In 1982, when the first Blade Runner movie was released, it was no box office smash hit. The running time was too long, the pace too slow and themes too dark for an audience more used to goofy teen flicks and trashy b-grade horror movies. Over time a substantial cult following has grown and nowadays Blade Runner is a movie that finds its way onto the top 20 all-time lists of many a serious film buff.
And with good reason. The themes of loneliness and isolation, dominant controlling corporations, destruction of the planet, and the lurking dangers of robotics and AI resonate strongly with audiences, maybe even more so nowadays as these somewhat prescient warnings start hammering home. The movie is also still beautiful to watch and has aged strikingly well. Some of this is serendipitous: thanks to an actors’ strike that was taking place in Hollywood during filming, the set builders and production crew had much more time on their hands to work on the movie, and set about crafting the minute and intriguing details splashed across the screen in every scene. The overall noir look and feel also reduces the impact of the dated gadgetry and effects of many other sci-fi movies of the era. Finally, the minimalist score by Vangelis was magnificent, and supports the anxious (rather than frantic) imagery brilliantly.
Based loosely on Philip K Dick’s seminal work Do Androids Dream Of Electric Sheep?, Blade Runner was science fiction by genre, but in reality this was a work of human drama. Harrison Ford plays the lead role of Rick Deckard, who is the blade runner of the title – a specialist LAPD cop trained to eliminate replicants (androids created to withstand the extremes of an unnamed outer planet system redesigned to sustain human life as we wreck our own home). Without giving too much of the story away, Deckard (and the audience) gradually build some degree of empathy for the replicants and their motive for returning to earth to extend their pre-programmed artificially short lives. (As an aside: the term blade runner wasn’t actually used by Dick in his novel. It was a term coined by another novelist, William S Burroughs, but director Ridley Scott liked it so much that he co-opted it for this movie.)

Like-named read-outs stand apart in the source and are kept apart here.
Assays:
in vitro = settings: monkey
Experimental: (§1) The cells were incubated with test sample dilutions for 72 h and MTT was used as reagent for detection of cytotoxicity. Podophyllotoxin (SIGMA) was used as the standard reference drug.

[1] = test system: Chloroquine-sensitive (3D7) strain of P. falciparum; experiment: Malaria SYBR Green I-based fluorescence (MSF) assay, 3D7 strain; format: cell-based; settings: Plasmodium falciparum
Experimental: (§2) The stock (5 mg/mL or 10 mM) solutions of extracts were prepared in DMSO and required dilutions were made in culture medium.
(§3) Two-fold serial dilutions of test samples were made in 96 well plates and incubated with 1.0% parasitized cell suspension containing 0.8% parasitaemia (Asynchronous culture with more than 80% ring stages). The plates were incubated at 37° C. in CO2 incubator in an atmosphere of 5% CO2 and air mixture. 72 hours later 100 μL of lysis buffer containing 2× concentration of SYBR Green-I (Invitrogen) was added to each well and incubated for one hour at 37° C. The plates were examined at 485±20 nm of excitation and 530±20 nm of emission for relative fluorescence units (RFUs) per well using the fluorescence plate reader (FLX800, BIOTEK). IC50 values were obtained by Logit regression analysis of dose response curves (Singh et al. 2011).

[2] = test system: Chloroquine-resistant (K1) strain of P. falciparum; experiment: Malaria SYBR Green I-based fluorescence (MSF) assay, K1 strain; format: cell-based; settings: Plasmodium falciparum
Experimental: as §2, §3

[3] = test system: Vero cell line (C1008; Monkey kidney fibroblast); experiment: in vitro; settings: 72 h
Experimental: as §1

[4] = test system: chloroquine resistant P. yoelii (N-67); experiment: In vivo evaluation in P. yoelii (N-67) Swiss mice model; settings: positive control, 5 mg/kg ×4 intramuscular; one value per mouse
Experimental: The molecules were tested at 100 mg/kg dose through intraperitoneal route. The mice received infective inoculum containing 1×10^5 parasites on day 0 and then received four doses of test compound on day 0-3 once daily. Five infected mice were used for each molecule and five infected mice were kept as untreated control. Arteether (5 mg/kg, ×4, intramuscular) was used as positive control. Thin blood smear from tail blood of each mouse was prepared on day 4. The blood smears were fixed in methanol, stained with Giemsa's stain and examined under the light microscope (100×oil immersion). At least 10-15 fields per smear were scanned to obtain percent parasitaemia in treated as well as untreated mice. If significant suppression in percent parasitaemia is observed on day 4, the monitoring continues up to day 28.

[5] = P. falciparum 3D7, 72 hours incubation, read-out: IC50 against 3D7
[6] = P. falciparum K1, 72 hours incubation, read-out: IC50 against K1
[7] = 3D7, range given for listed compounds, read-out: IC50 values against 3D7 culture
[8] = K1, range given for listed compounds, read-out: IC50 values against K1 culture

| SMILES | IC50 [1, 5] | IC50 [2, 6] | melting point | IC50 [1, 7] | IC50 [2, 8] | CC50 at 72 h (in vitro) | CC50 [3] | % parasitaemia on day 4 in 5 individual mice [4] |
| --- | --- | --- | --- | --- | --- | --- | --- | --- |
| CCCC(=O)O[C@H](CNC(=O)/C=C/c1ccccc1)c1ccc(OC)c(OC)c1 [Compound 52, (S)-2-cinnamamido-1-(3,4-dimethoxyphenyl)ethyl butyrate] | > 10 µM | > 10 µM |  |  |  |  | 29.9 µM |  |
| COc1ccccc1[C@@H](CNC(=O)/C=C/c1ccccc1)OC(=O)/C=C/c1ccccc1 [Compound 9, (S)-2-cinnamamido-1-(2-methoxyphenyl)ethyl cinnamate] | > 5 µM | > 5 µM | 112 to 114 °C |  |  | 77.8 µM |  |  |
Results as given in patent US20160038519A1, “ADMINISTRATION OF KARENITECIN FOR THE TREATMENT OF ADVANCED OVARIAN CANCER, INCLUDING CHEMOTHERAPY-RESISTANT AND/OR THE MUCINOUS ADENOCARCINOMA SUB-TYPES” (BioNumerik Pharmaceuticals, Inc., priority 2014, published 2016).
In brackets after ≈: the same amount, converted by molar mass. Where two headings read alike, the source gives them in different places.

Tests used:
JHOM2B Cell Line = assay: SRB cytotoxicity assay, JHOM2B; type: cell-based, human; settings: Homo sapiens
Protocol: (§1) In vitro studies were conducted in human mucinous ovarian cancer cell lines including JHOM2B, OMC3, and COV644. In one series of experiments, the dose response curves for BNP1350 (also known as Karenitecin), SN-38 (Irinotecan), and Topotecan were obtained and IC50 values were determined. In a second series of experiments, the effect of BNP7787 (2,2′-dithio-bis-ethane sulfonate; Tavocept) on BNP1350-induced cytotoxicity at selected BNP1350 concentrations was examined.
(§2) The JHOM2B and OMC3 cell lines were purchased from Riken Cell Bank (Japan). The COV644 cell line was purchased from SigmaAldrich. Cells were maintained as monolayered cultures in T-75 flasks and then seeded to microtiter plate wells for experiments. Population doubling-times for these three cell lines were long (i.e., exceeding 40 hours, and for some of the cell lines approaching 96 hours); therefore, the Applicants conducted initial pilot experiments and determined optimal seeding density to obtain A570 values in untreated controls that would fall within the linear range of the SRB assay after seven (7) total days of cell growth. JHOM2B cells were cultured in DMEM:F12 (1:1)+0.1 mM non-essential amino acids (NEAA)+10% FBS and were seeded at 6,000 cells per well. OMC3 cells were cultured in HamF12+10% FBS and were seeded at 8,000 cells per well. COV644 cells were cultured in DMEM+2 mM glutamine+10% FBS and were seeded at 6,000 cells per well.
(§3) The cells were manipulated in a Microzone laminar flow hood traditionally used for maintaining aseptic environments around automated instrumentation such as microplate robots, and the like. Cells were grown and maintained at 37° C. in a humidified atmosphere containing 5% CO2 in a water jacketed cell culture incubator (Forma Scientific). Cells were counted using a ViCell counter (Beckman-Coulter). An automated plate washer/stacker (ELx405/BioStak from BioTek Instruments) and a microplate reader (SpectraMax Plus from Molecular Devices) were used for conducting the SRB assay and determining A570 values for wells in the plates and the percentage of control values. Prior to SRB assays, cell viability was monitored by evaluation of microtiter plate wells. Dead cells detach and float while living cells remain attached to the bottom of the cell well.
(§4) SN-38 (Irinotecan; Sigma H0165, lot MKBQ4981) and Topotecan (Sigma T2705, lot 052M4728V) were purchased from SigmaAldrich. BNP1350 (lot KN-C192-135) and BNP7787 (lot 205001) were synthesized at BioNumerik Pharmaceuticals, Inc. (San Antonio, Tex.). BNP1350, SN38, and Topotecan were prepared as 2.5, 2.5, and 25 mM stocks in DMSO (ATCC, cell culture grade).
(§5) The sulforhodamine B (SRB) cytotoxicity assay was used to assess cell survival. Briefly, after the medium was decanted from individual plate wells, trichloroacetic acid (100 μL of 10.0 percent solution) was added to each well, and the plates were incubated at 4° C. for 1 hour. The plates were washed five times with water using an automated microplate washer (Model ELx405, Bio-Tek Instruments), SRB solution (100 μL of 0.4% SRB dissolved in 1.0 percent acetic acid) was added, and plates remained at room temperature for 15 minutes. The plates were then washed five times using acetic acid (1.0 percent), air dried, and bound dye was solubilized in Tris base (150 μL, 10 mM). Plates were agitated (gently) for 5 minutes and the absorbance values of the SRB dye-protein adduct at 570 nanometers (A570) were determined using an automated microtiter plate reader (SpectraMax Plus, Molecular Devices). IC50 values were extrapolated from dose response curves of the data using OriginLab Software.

Having seen Ford play more upbeat characters before (Han Solo in Star Wars, Indiana Jones) the moody and considered Deckard was (and probably remains) the role and performance of his career. Director Ridley Scott himself also speaks of Blade Runner as one of the finest in his canon despite future blockbusters like Gladiator, Thelma & Louise, Hannibal and Black Hawk Down. As for the primary remaining cast (Rutger Hauer, Sean Young and Edward James Olmos)? None were as well-known as Ford at the time and sadly none went on to greatness. Only a young Darryl Hannah in the role of the replicant Pris became more widely known hereafter.
(RELATED POST: Inspiration for fabulous Halloween Costumes, Pris the replicant.)
Rutger Hauer, in particular, was perfectly cast in the role of Roy Batty, the leader of the returning group. His performance was balanced, and he gave us the most poignant moment of the script with his haunting death speech (actually penned by Hauer himself on the spot):
“I’ve seen things you people wouldn’t believe. Attack ships on fire off the shoulder of Orion. I watched C-beams glitter in the dark near the Tannhäuser Gate. All those moments will be lost in time, like tears in rain. Time to die.”
Available on Showmax or on DVD. There are multiple versions available as Ridley Scott did not agree with the studio’s final edit for cinema release. If possible, try watch the ‘Final Cut’ version, which is how Scott wanted it.
BLADE RUNNER 2049
When a follow-up was announced critics and fans were rightfully worried. How will the producers take a slice of cinema near-perfection and develop a sequel 35 years later without somehow reducing its importance, or worse, destroying its legacy? The best fans could hope for is that they would not stuff it up; there was little chance of improving the original without tampering with its message and meaning.
And luckily this is what we get with Blade Runner 2049. By no means a must-watch movie, but indeed one that leaves the Blade Runner legacy largely intact. What is critical to achieving this is the extent to which the style of the original is retained: glacial pacing, grimy imagery, minimal action scenes, seemingly permanent awful weather, tacky neon signs, gritty acting. Here we have no slick, modern sheen sci-fi with interiors designed by Apple and robots by Sony. The main cast spend most of the movie dirty, sweating and bleeding. Scenes unfold gradually and the storyline retains the essential human drama of the first movie.
Indeed, the intensity of the central moral issue may even be notched up a bit – is it ok for humans to produce lookalikes of superior physical capability, at least equal intelligence and some degree of emotional capability, and then to treat them as slaves?
The thematic and style consistency may well be due to the wise decision of the filmmakers to retain Ridley Scott, in this case as producer. Harrison Ford also returns as Deckard, but he is no longer the lead character. That falls to rising star Ryan Gosling as blade runner K. He brings his typical quiet intensity to the role and never over-acts, keeping us guessing until the very end of the true history of his character.
So, on balance then, Blade Runner 2049 is more a movie respectful of its predecessor than essential viewing in its own right. It’s well made, beautifully shot and well-acted, and the story does come with some intrigue of its own, but it’s best consumed as part of a one-two punch (which was probably the intention anyway).
Currently on circuit.
(RELATED POST: to see our list of the best scary movies of all time, just in time for Halloween, click here)